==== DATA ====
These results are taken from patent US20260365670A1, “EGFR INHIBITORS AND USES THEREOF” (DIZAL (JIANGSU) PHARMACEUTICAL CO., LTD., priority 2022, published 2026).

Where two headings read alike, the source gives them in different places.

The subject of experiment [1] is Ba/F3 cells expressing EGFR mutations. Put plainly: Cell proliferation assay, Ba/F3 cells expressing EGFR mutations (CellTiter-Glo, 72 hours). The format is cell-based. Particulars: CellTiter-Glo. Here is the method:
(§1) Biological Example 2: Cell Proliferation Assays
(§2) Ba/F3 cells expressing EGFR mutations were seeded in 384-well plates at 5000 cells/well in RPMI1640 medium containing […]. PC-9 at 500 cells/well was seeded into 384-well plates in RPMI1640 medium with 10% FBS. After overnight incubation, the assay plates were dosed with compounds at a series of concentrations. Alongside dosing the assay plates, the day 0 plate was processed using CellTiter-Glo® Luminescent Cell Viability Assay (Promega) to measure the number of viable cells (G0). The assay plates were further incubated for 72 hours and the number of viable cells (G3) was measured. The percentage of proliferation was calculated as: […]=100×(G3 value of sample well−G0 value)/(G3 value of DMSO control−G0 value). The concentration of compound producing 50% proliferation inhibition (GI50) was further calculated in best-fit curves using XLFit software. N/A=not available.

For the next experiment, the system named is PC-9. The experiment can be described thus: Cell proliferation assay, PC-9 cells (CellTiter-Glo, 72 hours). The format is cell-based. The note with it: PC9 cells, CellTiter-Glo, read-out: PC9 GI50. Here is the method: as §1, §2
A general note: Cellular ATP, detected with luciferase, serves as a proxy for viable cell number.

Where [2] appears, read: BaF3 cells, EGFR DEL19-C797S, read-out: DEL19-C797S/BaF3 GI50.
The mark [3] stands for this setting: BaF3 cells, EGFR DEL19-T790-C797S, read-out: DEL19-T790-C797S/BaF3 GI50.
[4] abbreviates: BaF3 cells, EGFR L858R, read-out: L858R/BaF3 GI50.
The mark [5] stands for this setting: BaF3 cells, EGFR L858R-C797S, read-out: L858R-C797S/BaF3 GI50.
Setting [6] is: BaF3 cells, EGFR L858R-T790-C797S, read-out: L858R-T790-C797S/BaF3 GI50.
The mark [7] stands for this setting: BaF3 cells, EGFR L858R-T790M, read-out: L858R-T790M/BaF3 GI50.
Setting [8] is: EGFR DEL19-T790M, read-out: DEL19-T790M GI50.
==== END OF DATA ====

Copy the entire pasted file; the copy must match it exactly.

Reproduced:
These results are taken from patent US20260365670A1, “EGFR INHIBITORS AND USES THEREOF” (DIZAL (JIANGSU) PHARMACEUTICAL CO., LTD., priority 2022, published 2026).

Where two headings read alike, the source gives them in different places.

The subject of experiment [1] is Ba/F3 cells expressing EGFR mutations. Put plainly: Cell proliferation assay, Ba/F3 cells expressing EGFR mutations (CellTiter-Glo, 72 hours). The format is cell-based. Particulars: CellTiter-Glo. Here is the method:
(§1) Biological Example 2: Cell Proliferation Assays
(§2) Ba/F3 cells expressing EGFR mutations were seeded in 384-well plates at 5000 cells/well in RPMI1640 medium containing […]. PC-9 at 500 cells/well was seeded into 384-well plates in RPMI1640 medium with 10% FBS. After overnight incubation, the assay plates were dosed with compounds at a series of concentrations. Alongside dosing the assay plates, the day 0 plate was processed using CellTiter-Glo® Luminescent Cell Viability Assay (Promega) to measure the number of viable cells (G0). The assay plates were further incubated for 72 hours and the number of viable cells (G3) was measured. The percentage of proliferation was calculated as: […]=100×(G3 value of sample well−G0 value)/(G3 value of DMSO control−G0 value). The concentration of compound producing 50% proliferation inhibition (GI50) was further calculated in best-fit curves using XLFit software. N/A=not available.

For the next experiment, the system named is PC-9. The experiment can be described thus: Cell proliferation assay, PC-9 cells (CellTiter-Glo, 72 hours). The format is cell-based. The note with it: PC9 cells, CellTiter-Glo, read-out: PC9 GI50. Here is the method: as §1, §2
A general note: Cellular ATP, detected with luciferase, serves as a proxy for viable cell number.

Where [2] appears, read: BaF3 cells, EGFR DEL19-C797S, read-out: DEL19-C797S/BaF3 GI50.
The mark [3] stands for this setting: BaF3 cells, EGFR DEL19-T790-C797S, read-out: DEL19-T790-C797S/BaF3 GI50.
[4] abbreviates: BaF3 cells, EGFR L858R, read-out: L858R/BaF3 GI50.
The mark [5] stands for this setting: BaF3 cells, EGFR L858R-C797S, read-out: L858R-C797S/BaF3 GI50.
Setting [6] is: BaF3 cells, EGFR L858R-T790-C797S, read-out: L858R-T790-C797S/BaF3 GI50.
The mark [7] stands for this setting: BaF3 cells, EGFR L858R-T790M, read-out: L858R-T790M/BaF3 GI50.
Setting [8] is: EGFR DEL19-T790M, read-out: DEL19-T790M GI50.